Continuum is described as a fast, lightweight, and undemanding continuous integration system built by Apache Maven team. It is built on the Plexus component framework, and comes bundled with its own Jetty application server. Like Maven, it is built on the Plexus component framework, and comes bundled with its own Jetty application server. It uses Apache Derby, a 100% Java, fully embedded database for its persistence needs. All these reasons make Continuum self-reliant, and also particularly easy to install in almost any environment.

After considering all of these reasons I settled on Apache Continuum because of the ease of setting it up, configuration and out-of-the-box support for Bazaar. Bazaar is the distributed version control system used in Launchpad for managing the source code, when lot of developers work together on software projects like Gephi. I have set up a local instance of Apache Continuum to check out and build the ant-based Gephi hourly. In the future we can host this in the Gephi server to notify the developers and administrators.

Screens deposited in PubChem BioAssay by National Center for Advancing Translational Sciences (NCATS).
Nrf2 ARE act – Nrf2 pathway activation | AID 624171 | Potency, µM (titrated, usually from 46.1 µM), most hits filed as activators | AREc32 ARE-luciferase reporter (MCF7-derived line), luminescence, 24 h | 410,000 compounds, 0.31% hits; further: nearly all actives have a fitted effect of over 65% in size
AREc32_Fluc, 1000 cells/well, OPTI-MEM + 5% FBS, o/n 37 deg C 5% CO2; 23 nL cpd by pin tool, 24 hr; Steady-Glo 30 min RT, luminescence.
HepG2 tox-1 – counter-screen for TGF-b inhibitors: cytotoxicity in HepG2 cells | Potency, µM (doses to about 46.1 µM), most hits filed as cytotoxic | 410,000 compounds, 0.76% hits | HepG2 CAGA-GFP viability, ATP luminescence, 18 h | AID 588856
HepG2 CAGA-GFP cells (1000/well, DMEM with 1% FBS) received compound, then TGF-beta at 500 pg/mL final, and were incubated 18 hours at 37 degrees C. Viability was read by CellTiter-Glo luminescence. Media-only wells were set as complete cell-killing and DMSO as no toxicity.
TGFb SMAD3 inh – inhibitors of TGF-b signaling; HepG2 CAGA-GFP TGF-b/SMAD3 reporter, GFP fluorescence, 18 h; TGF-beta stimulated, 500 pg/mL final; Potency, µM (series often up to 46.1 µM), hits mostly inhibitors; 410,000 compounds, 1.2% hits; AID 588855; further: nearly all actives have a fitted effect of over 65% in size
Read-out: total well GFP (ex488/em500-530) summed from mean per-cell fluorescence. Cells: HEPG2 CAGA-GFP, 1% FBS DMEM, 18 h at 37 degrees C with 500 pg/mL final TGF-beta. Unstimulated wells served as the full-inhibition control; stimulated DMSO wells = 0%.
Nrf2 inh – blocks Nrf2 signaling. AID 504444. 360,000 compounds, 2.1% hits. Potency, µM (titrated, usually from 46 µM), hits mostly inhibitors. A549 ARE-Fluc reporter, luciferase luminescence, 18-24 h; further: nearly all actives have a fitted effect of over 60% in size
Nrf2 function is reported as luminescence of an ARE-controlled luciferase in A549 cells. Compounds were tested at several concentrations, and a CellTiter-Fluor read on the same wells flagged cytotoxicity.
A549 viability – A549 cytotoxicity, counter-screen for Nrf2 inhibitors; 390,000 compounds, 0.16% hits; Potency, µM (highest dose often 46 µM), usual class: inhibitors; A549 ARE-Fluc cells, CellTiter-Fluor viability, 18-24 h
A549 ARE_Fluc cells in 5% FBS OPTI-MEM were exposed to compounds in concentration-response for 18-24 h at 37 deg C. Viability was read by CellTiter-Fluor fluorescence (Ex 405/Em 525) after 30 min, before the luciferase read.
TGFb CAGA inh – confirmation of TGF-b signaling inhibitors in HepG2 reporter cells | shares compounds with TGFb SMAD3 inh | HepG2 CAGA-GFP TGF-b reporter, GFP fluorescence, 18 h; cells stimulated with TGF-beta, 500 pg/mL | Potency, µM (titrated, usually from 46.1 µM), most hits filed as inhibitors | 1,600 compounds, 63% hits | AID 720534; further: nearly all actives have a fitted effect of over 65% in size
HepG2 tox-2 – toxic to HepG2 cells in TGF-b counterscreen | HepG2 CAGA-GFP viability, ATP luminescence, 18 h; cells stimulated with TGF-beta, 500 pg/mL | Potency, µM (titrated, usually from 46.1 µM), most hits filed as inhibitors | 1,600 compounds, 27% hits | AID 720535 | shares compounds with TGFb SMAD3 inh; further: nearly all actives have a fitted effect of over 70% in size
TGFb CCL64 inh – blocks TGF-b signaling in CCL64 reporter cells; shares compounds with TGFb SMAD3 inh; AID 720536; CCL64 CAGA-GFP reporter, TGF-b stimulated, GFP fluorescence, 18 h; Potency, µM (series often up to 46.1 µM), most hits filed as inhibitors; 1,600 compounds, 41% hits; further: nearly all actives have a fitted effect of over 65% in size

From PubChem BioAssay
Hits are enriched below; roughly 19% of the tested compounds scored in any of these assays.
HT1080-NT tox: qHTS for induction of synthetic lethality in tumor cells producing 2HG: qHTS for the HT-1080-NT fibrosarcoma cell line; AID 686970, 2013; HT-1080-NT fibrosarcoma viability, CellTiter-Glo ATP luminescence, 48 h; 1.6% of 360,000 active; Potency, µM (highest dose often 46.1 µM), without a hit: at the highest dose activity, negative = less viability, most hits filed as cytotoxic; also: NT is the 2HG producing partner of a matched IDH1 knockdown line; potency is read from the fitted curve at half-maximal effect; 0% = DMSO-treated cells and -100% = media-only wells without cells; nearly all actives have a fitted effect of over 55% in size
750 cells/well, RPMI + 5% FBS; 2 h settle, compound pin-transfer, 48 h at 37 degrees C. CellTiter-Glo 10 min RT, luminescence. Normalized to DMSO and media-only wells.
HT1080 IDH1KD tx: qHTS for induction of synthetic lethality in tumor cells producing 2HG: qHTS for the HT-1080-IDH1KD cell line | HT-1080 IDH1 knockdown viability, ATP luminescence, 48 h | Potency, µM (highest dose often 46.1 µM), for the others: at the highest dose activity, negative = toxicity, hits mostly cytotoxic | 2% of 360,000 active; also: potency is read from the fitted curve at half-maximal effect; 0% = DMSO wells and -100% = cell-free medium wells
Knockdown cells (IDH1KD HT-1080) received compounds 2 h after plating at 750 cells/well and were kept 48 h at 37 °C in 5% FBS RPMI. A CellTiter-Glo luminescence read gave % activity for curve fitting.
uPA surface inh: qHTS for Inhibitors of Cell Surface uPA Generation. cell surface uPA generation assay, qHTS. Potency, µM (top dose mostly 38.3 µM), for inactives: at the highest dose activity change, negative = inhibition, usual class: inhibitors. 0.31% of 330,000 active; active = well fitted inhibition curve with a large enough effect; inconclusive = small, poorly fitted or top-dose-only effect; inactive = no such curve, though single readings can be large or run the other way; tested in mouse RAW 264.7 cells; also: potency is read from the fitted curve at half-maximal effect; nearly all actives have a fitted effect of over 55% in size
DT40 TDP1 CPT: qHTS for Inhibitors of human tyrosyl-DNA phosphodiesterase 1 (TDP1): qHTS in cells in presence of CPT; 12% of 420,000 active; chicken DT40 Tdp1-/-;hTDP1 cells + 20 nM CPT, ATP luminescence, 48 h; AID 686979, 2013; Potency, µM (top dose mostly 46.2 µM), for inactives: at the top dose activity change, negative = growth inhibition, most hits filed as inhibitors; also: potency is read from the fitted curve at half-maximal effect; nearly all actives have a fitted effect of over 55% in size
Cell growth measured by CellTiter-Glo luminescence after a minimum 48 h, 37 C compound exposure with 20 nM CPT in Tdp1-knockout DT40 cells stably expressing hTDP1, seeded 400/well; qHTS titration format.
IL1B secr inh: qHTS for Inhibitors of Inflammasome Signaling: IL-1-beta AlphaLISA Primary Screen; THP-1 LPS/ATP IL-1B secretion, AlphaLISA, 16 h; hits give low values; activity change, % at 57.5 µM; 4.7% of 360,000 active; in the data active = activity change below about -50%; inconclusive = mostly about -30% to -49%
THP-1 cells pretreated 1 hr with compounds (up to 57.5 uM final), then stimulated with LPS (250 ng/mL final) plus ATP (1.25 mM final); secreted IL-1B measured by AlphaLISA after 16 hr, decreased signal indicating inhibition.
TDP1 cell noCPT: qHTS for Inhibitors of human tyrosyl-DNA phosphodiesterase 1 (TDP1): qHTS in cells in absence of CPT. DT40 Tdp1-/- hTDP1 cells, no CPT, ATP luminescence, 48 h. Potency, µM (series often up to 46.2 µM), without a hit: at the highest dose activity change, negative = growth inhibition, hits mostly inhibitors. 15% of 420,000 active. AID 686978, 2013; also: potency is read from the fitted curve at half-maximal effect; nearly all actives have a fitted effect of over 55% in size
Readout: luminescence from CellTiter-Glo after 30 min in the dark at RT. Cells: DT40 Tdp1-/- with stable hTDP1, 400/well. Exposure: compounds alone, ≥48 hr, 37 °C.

Future Work

Since the initial foundation has been laid out, it will be quite convenient to complete the rest of the planned work. These will include completion of mavenizing rest of the modules, creating .zip distribution, properly running the final project being developed and setting up the infrastructure at the Gephi server.

I would like to thank my mentors Julian Bilcke, Mathieu Bastian and Sébastien Heymann for providing all the guidelines and support for making this project a success. You can find my ongoing work at this repository:


New Gephi Toolkit release, based on 0.8alpha

toolkitarticleexample1-300x211 A new release of the Gephi Toolkit arrived, based on the 0.8alpha version. Download the latest package, including Javadoc and demos by clicking on the link below.

It includes all features and bugfixes the 0.8alpha version has, notably:

  • GEXF 1.2 support (partial)
  • Add Neighbour Filter
  • Improve support of meta-edges in Statistics and Filters